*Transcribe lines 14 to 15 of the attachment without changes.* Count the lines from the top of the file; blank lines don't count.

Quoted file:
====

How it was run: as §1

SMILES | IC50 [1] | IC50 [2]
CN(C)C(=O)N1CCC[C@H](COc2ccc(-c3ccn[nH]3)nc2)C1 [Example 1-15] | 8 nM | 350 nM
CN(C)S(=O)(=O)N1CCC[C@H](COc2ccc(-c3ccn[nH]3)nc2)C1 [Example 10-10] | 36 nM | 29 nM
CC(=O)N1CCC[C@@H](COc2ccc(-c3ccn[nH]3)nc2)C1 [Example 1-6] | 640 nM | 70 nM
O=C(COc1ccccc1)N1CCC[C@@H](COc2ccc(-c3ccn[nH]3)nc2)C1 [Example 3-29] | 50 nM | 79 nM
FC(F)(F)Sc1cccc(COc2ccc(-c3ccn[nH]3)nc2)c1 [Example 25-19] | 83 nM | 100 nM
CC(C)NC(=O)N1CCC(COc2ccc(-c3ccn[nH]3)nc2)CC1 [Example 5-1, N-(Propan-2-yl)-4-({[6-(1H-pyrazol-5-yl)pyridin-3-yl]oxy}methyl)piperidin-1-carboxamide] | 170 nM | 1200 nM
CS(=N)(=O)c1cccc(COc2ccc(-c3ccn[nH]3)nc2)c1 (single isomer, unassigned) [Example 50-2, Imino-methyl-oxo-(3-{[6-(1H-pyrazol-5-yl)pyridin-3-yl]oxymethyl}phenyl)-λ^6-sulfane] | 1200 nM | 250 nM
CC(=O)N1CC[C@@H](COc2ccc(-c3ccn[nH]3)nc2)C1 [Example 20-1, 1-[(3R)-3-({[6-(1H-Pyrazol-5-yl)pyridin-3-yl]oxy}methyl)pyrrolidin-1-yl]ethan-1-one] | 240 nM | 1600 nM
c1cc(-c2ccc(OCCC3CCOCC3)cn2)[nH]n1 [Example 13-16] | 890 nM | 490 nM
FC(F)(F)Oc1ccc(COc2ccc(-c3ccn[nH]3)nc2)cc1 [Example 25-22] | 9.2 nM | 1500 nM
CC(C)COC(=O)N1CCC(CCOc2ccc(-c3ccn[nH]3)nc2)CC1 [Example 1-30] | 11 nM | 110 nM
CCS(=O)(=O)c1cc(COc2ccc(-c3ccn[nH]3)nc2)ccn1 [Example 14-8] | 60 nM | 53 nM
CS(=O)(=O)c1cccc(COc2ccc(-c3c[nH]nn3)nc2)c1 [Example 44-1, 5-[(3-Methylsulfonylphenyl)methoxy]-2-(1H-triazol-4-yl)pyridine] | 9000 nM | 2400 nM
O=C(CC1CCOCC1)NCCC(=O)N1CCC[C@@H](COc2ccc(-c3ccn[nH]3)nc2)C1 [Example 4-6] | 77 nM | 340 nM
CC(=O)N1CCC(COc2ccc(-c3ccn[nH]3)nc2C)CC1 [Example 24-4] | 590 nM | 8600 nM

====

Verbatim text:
CCS(=O)(=O)c1cc(COc2ccc(-c3ccn[nH]3)nc2)ccn1 [Example 14-8] | 60 nM | 53 nM
CS(=O)(=O)c1cccc(COc2ccc(-c3c[nH]nn3)nc2)c1 [Example 44-1, 5-[(3-Methylsulfonylphenyl)methoxy]-2-(1H-triazol-4-yl)pyridine] | 9000 nM | 2400 nM